The October 19, 2020, issue of National Review is typical — replete with well-written, well-considered pieces that . . . get you thinking. None more so than the cover story by Dan McLaughlin: The Nation’s Capital Should Not Be a State, which notes that among several reasons making this bald Democratic grab for additional Senate seats a bad idea is a thing called the Constitution. If you had the magazine in your hands (of course, if you have an NRPLUS subscription, you don’t have to wait for the mailman to bring the issue to your home — you can read it all right now) you could flip the page after finishing Dan’s piece to find another most-worthwhile essay, this by Ramesh Ponnuru and Robert P. George, which provides a deep and detailed consideration of the voting obligations of a Catholic as relates to the life issues.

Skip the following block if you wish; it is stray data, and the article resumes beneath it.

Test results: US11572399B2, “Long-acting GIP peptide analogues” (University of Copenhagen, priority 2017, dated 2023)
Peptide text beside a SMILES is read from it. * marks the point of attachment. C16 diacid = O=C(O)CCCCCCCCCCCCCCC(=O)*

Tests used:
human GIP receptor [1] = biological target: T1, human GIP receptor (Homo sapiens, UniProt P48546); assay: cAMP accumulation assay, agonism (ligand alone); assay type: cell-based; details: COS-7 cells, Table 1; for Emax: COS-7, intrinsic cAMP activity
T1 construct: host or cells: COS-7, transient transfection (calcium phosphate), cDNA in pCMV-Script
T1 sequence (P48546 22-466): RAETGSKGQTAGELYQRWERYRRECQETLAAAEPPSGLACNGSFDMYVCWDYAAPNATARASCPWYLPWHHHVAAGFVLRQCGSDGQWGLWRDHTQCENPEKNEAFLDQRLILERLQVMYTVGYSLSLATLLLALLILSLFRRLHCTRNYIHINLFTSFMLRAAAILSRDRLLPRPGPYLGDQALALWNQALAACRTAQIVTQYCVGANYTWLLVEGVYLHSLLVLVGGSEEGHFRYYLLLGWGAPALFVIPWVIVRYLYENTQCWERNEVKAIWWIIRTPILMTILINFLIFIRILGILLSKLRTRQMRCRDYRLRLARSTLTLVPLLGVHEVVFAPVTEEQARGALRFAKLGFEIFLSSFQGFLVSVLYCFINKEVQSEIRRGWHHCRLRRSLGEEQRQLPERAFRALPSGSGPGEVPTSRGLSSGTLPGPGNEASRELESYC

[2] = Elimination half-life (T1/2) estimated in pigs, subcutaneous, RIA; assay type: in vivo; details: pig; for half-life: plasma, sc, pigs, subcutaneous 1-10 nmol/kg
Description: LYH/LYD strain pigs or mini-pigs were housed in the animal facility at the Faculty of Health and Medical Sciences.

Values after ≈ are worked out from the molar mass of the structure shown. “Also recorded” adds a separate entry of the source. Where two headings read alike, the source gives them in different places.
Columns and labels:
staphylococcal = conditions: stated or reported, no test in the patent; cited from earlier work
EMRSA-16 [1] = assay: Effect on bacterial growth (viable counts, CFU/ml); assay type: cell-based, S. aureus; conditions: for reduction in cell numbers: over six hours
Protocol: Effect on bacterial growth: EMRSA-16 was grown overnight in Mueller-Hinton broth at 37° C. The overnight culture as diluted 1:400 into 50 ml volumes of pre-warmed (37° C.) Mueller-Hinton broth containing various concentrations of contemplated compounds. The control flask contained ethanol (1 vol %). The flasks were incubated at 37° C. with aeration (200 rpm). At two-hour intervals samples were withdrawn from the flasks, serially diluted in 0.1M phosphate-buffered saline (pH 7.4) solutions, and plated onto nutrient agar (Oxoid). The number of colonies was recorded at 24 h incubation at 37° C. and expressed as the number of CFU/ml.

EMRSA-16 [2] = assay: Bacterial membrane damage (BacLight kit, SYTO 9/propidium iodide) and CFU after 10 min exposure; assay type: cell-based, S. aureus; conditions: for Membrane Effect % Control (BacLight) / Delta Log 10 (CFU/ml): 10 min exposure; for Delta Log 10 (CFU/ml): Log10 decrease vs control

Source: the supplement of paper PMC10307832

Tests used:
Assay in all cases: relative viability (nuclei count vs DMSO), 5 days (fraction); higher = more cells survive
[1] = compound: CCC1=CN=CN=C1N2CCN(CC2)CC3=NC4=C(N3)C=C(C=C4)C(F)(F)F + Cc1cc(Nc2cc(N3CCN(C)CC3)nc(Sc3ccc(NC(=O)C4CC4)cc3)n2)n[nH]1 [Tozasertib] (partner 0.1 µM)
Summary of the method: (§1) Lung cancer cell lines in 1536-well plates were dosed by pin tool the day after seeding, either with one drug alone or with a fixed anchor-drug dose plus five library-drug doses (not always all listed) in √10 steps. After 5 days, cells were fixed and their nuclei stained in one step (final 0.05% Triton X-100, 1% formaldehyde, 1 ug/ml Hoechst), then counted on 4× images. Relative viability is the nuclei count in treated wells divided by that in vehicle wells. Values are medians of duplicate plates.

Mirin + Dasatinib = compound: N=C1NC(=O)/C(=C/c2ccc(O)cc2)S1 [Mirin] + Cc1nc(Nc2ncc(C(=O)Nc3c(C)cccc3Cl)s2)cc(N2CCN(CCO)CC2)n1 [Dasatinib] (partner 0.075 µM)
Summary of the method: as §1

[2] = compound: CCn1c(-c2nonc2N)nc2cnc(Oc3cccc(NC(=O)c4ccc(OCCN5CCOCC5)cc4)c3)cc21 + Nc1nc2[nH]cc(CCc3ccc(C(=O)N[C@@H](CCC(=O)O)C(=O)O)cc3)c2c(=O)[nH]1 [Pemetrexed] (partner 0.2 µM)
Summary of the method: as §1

We recommend all in the issue, but offer three more pieces for a goodly sampling of the fare: Madeleine Kearns’ essay on how modern feminists have made seduction indistinguishable from coercion, Reagan scholar Craig Shirley’s insightful essay reminding us of why the 1980 presidential election was so consequential, and Rong Xiaoqing’s powerful report on the uproar over leftist educrats tossing a Virginia high-school’s merit-based admissions standards — of course to the detriment of local Asian students.
You’ll want to read it all, of course. Alas: Some will find their hopes dashed by the paywall. But fret not: That is simply and easily and affordably scaled courtesy of NRPLUS.